"Excuse me, where is the nonfiction section?" It's a question that I hear pretty often, especially now that school's back in session. Yes, fellow bibliophiles, the University has begun classes and it is madness all around. The good news, the city is having fun with the students returning. Today, there's a Taste of Iowa City thing going on, where the local restaurants put out tables with samples of their cuisine and the locals and the newcomers get to discover the joy of food in this town. Fun things happen when Iowa City does festivals and weekend events; people get interested in what's going on, and some of them end up in the bookshop, and ask for books related to the event. It's a win-win.
"Non fiction" is a term that I find myself having something of a love-hate relationship with. On the one hand, I love it, because it encompasses all those subjects near and dear to my heart, and the real events and people of the past and present who influence and effect the world. On the other hand, some people tend to stay away from non fiction, I think, because it features writers who are, at best, informed about their subject that doesn't interest the general public, and, at worst, writers who have interesting material but are terribly boring writers. However, most non fiction writers that I've encountered are good writers who want to share their expertise with the world, and they do so in good natured, well written fashions. I've said before how half the fun of my job is watching who goes for what subject when they come in the door.
So, when gastrologues, or books about food that are not cookbooks, come across the desk, it's interesting to see who buys what. With all the interest in organic produce, haute cuisine, and the popularity of chefs in our society, we see a lot of these kinds of books come through. Young men and women and the hip foodie people amongst us, like reading the abrasive, yet amusing, Anthony Bourdain (Kitchen Confidential), while more upscale yet relaxed tastes prefer the entertaining, optimistic outlook of Jeffrey Steingarten (The Man Who Ate Everything). Other people look for Julia Child's memoir (My Life In France), or Ruth Reichl's food criticism books (I recommend Garlic and Sapphires).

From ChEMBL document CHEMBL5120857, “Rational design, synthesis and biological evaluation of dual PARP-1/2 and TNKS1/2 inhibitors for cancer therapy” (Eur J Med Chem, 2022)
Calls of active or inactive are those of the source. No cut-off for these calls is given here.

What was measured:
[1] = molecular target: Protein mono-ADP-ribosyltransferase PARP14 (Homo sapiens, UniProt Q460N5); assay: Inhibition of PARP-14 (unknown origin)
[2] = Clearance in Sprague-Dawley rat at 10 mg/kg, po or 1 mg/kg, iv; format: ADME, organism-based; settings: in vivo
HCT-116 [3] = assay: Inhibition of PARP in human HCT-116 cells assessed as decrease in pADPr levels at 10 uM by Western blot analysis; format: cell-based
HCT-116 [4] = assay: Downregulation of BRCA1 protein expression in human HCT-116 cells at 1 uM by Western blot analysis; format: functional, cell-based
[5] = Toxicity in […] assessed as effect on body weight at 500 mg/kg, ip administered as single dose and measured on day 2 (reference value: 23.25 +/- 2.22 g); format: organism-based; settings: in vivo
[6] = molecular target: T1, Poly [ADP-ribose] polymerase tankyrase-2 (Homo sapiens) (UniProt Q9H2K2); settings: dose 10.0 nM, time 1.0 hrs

Regardless of the time of year, the interest in cultural studies, current events, and political science is never out of style. The same can be said of history. With the present political climate, there's a lot of interest in race relations and religious studies, as well as a boost in military history interest. Since we expanded the section, we've gained a few more shelves of American Civil War studies, and some more World War II.
I realized earlier this year that my knowledge of World War I was lacking, so I picked up John Keegan's The First World War; the book details the lives of soldiers, the politics and events of the time, and distills the history down to a compact yet informative size. More personal conflicts in military time are also gaining attention, including Michael Herr's account of Vietnam, Dispatches, and Mark Bowden's Guests of the Ayatollah, about the Iranian hostage crisis. Sometimes, in reading about the military history of our country and others, it's easy to lapse into a somewhat depressed thought of "How did we come to this? And why?" In that case, I'd strongly recommend War Is A Force That Gives Us Meaning, by Chris Hedges.
Ancient history is riddled with great books, from the original historians and philosophers. From Herodotus' Histories to Thucydides' The Peloponnesian Wars to Julius Caesar's The Conquest of Gaul, there are stories, legends and cultural insights to be had. Who says history is boring? Send them into the shop. We'll change their minds.
It's an interesting world, and non fiction writing helps us explore it. I love non fiction, especially history and social studies, because I truly do think that we can understand our contemporary state of affairs and life better if we learn how it used to be. I'm not saying that we should return to those old ways of being - believe me, I like the amenities of our present life -but I think a bit of understanding and genuine interest can go a long way.
So next time you come in, go ahead and ask one of us "Where's the non fiction section?". If you want cultural studies or general non fiction interest, flag me down. Nialle is a font of knowledge on just about anything, and she's got (several) books worth of Irish history in her head. We'll be happy to introduce you to the good stuff.
Until next week, fellow bibliophiles.